Liz Rugg is the Community Manager over at Destructoid's sister site; Flixist! She also works full time as a receptionist at an animal hospital in Chicago, IL. She is tough as nails and soft as a kitten. She loves videogames almost as much as she loves animals, with a special penchant for indie and art games!
What exactly IS art criticism? Can one opinion be ethically lifted above another? Do value judgements even have a place within criticism? Aesthetician Marcia Eaton says that art criticism "invites people to pay attention to special things" and that "critics point to things that can be perceived and at the same time direct our perceptions," but is it really that harmless?
In Terry Barrett's book Why Is That Art? Aesthetics and Criticism of Contemporary Art, he asserts that art criticism is "informed discourse about art to increase understanding and appreciation." Discourse of course means talking, writing, a sort of overall dialog about a subject. Informed is really the key qualifier here, stating that criticism must have at its base a foundation of knowledge and experience, and that this is what distinguishes it from uninformed opinions.
Barrett goes on to explain art criticism as bound to the following four criteria:
A description of the work is pretty self-explanatory and virtually always necessary. The critic's interpretation of the work is when the critic tries to make sense of it in relation to its contexts - within a body of works, within a show, within art history, within a culture, etc. The critic draws conclusions about what the work means and is not only based off of what it alone is/does, but its place within a greater context.
The second two criteria is where things start to get a little hazy.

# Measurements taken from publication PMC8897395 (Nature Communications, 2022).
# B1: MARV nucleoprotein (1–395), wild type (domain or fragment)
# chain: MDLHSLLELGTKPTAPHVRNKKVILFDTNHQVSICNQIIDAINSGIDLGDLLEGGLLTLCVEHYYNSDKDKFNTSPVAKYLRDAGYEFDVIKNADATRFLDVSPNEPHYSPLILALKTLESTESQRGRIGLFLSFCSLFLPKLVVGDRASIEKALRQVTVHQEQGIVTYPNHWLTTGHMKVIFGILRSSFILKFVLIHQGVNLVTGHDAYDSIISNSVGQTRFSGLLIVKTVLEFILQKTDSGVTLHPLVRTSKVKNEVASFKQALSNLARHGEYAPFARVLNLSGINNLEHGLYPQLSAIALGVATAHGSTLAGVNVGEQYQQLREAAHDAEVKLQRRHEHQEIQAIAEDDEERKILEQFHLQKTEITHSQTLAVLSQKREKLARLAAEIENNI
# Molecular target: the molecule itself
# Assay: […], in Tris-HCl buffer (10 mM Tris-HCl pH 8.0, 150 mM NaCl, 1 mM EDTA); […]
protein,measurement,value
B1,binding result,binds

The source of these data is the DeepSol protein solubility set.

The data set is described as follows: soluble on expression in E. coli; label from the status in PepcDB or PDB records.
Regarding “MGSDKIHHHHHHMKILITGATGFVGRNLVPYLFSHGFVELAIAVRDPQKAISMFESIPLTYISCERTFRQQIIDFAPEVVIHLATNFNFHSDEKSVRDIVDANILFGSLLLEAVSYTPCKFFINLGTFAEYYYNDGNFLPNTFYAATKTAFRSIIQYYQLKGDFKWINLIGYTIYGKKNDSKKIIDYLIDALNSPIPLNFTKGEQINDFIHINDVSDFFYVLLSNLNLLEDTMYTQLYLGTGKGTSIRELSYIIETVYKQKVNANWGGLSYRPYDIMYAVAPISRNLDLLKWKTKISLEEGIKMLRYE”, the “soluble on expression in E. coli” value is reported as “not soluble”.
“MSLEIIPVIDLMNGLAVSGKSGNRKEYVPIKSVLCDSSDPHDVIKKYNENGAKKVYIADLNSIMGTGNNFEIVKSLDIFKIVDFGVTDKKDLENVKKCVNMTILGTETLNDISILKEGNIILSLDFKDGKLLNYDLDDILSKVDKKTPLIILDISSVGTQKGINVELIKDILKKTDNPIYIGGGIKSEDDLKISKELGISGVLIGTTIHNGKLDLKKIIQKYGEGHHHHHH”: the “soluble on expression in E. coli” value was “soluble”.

Barrett describes judgement as "an appraisal of how good something is." According to Barrett, this will contain an appraisal of value and reasoning behind that appraisal which is based on identified or implied criteria. Theorizing is when the critic tries to pull together all of the first three segments into one to try and build a cohesive framework of thoughts about the work.
And so of course, the question of value comes into play. Determining the value of something is often thought of as a matter of opinion, and this is viewed as a negativity, as perhaps a bias at times. Clement Greenberg, the foremost authority on the Modernist art movement stated that "the first obligation of an art critic is to deliver value judgements." Despite what you may think of Greenbergian politics, this is quite an inflammatory statement! Greenberg goes on to say "You can't get around without value judgements. People who don't make value judgements are dullards. Having an opinion is central to being interesting, unless you're a child."
So. What does all of this have to do with video games? Well, I think video game reviews and such ought to be read and understood with these ideas in mind. Video games are such a heavily experiential medium, as they employ so many of our senses at once. This can lead to very passionate feelings of attraction or repulsion from these experiences. We need someone to make informed value judgements somewhere in this messy sea of empirical opinion. Of course I am not advocating that everyone has to believe anything a reviewer tells them, just that it can give you a great starting point from which to enter a game, or movie, or sculpture, or painting for yourself.
Keeping someone else's thoughts in mind while comparing and contrasting them with your own is where we begin to have one of the most valuable byproducts of all art forms - enlightened discourse.
I would like to end this with a question that I am still curious about: If we have this multifaceted system with which to criticize (see the four criteria Barrett lays out) is there one (or more than one?) that are more important than the others? I.e. Do you think there is a hierarchy within these four ideas? I'd love to know your thoughts and thanks for reading!!!!!!! :D